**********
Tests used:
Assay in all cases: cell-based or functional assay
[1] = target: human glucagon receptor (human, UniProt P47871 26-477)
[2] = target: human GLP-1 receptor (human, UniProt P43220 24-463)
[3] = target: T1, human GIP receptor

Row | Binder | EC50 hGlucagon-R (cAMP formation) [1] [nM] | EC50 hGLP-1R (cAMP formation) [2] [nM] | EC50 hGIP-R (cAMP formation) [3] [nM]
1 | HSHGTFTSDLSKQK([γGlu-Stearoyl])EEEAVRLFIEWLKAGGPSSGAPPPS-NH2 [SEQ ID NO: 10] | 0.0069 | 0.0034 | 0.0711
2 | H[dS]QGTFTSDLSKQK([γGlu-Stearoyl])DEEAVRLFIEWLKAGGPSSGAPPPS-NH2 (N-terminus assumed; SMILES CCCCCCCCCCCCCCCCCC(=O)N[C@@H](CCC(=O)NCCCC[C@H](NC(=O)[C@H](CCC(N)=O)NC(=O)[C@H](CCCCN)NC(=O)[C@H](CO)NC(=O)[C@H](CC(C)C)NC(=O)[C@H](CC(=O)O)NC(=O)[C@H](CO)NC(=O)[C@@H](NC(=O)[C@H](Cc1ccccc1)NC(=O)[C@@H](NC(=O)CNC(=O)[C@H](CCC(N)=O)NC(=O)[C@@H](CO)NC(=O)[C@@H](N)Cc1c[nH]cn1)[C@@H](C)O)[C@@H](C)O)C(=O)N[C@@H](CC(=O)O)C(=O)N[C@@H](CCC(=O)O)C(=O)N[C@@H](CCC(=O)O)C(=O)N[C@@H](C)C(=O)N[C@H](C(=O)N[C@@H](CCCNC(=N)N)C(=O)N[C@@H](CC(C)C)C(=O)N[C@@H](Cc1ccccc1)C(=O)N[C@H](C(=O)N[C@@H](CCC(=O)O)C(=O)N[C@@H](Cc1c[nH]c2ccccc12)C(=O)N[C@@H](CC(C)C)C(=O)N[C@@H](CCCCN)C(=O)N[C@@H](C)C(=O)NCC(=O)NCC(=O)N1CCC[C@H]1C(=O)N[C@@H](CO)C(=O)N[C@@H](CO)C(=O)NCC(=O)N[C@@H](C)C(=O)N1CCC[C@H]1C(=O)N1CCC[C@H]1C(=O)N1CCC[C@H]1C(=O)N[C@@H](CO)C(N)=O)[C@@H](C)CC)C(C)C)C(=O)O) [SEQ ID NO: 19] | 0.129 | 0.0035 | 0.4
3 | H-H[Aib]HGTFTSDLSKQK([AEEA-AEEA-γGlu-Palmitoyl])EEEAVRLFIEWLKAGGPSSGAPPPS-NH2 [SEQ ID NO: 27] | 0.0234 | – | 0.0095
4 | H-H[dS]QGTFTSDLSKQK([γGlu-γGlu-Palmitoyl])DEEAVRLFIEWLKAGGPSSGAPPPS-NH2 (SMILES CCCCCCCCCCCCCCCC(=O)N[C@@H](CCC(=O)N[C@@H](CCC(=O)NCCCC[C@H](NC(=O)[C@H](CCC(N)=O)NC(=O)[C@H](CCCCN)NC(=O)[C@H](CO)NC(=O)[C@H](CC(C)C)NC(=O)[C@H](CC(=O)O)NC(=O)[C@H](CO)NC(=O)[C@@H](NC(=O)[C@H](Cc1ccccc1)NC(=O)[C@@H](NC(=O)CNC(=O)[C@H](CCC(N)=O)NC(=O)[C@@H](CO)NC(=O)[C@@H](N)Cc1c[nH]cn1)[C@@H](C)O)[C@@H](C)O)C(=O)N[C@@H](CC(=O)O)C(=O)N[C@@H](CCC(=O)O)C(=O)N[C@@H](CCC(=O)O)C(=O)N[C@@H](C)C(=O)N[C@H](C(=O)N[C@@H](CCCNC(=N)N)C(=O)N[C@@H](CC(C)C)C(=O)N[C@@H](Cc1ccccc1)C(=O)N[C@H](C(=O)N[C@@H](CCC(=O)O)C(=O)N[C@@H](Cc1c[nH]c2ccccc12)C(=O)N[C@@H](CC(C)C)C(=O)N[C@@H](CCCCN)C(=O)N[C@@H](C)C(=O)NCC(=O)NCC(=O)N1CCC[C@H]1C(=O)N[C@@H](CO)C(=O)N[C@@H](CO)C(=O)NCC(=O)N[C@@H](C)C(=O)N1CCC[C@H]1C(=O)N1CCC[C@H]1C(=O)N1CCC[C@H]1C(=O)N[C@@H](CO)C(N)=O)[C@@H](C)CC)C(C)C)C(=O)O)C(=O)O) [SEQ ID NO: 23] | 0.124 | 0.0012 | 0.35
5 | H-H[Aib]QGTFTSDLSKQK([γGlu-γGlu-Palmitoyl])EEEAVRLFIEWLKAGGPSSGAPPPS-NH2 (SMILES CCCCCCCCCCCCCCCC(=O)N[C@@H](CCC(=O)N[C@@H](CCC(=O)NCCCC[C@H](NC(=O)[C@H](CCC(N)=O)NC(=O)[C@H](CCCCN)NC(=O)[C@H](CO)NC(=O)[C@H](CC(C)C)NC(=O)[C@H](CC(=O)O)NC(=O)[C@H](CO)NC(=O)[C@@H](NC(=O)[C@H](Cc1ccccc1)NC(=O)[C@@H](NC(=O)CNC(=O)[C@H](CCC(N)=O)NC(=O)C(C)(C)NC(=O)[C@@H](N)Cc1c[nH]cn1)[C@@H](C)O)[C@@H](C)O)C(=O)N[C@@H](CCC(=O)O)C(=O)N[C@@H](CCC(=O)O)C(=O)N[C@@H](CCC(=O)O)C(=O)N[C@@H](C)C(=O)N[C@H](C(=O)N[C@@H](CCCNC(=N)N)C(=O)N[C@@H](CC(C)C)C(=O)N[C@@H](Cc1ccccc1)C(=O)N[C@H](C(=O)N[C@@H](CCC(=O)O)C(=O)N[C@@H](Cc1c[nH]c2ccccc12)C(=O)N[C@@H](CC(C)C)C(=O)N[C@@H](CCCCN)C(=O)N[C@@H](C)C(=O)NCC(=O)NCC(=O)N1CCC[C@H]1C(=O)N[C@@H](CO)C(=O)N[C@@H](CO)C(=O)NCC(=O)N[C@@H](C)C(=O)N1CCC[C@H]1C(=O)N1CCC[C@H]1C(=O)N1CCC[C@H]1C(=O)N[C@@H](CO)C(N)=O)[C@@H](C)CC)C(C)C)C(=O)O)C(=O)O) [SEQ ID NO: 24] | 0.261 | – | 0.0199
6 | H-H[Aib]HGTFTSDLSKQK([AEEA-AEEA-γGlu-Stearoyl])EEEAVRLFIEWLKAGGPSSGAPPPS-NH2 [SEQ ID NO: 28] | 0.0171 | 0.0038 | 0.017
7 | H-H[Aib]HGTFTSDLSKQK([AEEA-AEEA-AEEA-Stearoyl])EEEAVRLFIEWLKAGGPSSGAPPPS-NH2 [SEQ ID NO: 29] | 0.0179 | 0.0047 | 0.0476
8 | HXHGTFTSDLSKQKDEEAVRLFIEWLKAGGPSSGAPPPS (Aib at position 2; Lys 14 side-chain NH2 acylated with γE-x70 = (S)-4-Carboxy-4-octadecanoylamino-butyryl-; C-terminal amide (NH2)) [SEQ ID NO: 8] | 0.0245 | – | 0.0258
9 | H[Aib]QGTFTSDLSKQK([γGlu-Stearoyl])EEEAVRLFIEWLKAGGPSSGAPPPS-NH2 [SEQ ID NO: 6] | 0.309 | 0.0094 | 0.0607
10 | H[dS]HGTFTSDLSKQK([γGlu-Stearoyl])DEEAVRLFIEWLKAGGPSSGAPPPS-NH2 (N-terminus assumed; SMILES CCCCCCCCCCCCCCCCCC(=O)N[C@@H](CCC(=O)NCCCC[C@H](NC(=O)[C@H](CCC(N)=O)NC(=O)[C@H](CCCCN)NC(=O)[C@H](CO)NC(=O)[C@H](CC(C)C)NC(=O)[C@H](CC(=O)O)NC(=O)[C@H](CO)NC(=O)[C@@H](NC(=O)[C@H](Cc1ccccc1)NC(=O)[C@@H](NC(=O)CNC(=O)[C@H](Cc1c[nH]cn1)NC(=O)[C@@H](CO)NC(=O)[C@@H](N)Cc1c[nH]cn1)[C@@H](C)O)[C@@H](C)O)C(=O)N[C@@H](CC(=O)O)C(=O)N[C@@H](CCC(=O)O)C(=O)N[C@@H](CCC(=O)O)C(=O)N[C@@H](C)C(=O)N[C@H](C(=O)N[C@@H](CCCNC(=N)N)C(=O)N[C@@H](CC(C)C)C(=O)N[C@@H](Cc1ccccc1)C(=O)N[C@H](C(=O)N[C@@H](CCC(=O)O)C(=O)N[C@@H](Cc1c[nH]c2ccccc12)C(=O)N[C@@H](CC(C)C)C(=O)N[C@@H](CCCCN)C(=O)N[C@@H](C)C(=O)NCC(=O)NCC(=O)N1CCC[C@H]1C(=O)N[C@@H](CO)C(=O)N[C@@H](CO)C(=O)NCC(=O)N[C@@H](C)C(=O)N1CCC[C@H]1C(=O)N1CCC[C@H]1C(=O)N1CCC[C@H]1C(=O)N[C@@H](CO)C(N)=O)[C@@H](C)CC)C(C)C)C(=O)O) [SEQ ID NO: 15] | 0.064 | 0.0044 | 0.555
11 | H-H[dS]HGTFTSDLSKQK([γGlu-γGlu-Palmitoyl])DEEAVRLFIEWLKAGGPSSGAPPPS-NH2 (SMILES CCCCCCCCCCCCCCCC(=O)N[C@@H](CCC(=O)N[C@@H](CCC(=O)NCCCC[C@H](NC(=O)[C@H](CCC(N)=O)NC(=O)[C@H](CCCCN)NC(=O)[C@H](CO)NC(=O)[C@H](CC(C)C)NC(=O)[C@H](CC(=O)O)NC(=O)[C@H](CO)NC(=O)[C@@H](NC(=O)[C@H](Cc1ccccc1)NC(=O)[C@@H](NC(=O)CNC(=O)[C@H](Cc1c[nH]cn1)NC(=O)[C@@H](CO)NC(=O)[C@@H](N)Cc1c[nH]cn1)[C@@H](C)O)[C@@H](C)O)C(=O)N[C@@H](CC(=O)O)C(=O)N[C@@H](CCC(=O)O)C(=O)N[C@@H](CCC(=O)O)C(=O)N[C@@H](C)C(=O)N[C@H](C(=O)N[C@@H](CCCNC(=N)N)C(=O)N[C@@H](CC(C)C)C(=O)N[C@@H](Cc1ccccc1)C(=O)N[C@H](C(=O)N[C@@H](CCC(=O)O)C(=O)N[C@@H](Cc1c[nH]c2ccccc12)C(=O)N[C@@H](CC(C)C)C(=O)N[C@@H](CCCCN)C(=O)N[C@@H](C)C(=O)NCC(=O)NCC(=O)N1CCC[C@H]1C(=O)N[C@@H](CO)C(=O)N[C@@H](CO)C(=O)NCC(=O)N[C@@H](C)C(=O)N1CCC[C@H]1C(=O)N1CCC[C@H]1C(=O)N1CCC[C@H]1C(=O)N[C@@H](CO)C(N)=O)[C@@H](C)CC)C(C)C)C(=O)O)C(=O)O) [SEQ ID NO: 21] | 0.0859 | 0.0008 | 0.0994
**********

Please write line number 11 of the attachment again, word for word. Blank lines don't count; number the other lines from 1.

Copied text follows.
5 | H-H[Aib]QGTFTSDLSKQK([γGlu-γGlu-Palmitoyl])EEEAVRLFIEWLKAGGPSSGAPPPS-NH2 (SMILES CCCCCCCCCCCCCCCC(=O)N[C@@H](CCC(=O)N[C@@H](CCC(=O)NCCCC[C@H](NC(=O)[C@H](CCC(N)=O)NC(=O)[C@H](CCCCN)NC(=O)[C@H](CO)NC(=O)[C@H](CC(C)C)NC(=O)[C@H](CC(=O)O)NC(=O)[C@H](CO)NC(=O)[C@@H](NC(=O)[C@H](Cc1ccccc1)NC(=O)[C@@H](NC(=O)CNC(=O)[C@H](CCC(N)=O)NC(=O)C(C)(C)NC(=O)[C@@H](N)Cc1c[nH]cn1)[C@@H](C)O)[C@@H](C)O)C(=O)N[C@@H](CCC(=O)O)C(=O)N[C@@H](CCC(=O)O)C(=O)N[C@@H](CCC(=O)O)C(=O)N[C@@H](C)C(=O)N[C@H](C(=O)N[C@@H](CCCNC(=N)N)C(=O)N[C@@H](CC(C)C)C(=O)N[C@@H](Cc1ccccc1)C(=O)N[C@H](C(=O)N[C@@H](CCC(=O)O)C(=O)N[C@@H](Cc1c[nH]c2ccccc12)C(=O)N[C@@H](CC(C)C)C(=O)N[C@@H](CCCCN)C(=O)N[C@@H](C)C(=O)NCC(=O)NCC(=O)N1CCC[C@H]1C(=O)N[C@@H](CO)C(=O)N[C@@H](CO)C(=O)NCC(=O)N[C@@H](C)C(=O)N1CCC[C@H]1C(=O)N1CCC[C@H]1C(=O)N1CCC[C@H]1C(=O)N[C@@H](CO)C(N)=O)[C@@H](C)CC)C(C)C)C(=O)O)C(=O)O) [SEQ ID NO: 24] | 0.261 | – | 0.0199